Key Cryosphere Messages from the IPCC AR6 Synthesis Report: Climate Change 2023

Link to the Summary for Policy Makers:

The IPCC on March 20, 2023 approved the final installment of the Sixth Assessment Report (AR6), the “Synthesis Report,” bringing together the world’s leading scientists to create a comprehensive assessment of current climate change. The Summary for Policy Makers (SPM) is the result of over five days of negotiations between governments together with these scientists; it is linked above. The full Report on which the SPM is based will be available in coming weeks.

The main cryosphere conclusions from the Synthesis Report can be found below. From a cryosphere perspective, it is important to note that much of the Synthesis Report is based on the SROCC released in 2019 (referencing literature only up to 2018), as well as the AR6 WG1 Physical Science Report released in 2021 (literature up to January 2021). The Synthesis Report does not include cryosphere papers published after those dates, although cryosphere research and observations continue to evolve exceedingly quickly, as evidenced by the weekly Cryosphere Capsules.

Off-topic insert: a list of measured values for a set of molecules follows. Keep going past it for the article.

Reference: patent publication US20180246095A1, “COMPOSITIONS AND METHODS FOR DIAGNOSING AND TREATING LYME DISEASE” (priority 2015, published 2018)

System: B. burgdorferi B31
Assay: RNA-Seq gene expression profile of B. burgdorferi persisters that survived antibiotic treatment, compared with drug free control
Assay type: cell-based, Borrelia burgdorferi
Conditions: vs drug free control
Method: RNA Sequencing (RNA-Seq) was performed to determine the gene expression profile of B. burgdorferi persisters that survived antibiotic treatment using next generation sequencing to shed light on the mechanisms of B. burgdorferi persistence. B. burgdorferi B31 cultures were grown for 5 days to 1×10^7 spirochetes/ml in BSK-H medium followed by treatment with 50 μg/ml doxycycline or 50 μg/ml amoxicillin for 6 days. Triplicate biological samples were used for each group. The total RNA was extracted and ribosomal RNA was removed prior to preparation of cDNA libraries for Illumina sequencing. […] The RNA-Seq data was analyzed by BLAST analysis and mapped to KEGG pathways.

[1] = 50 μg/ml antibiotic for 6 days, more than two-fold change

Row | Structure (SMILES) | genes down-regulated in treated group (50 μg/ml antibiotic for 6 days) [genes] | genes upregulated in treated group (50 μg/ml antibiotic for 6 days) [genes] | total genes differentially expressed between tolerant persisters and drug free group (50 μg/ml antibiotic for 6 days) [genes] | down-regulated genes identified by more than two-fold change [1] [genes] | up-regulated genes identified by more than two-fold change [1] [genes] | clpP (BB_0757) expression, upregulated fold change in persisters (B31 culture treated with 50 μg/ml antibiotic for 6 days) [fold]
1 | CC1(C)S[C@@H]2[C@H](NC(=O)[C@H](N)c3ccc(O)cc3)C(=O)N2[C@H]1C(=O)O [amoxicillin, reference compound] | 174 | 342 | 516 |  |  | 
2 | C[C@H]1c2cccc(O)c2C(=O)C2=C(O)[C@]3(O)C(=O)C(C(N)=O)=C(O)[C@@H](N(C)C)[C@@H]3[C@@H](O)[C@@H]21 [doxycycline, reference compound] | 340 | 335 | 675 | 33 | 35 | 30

The Synthesis Report makes clear that the world is approaching a major temperature threshold: the 1.5°C/2°C guardrails set by the Paris Agreement. Only “deep, rapid and, in most cases, immediate” emissions reductions this decade will keep global temperatures below 1.5°C with no to limited overshoot (B.6.1). Emissions must decline almost 50% by 2030 to uphold the 1.5°C guardrail, and avoid irreversible and cascading damage from the impact of greenhouse gas emissions on the cryosphere (B.6.2).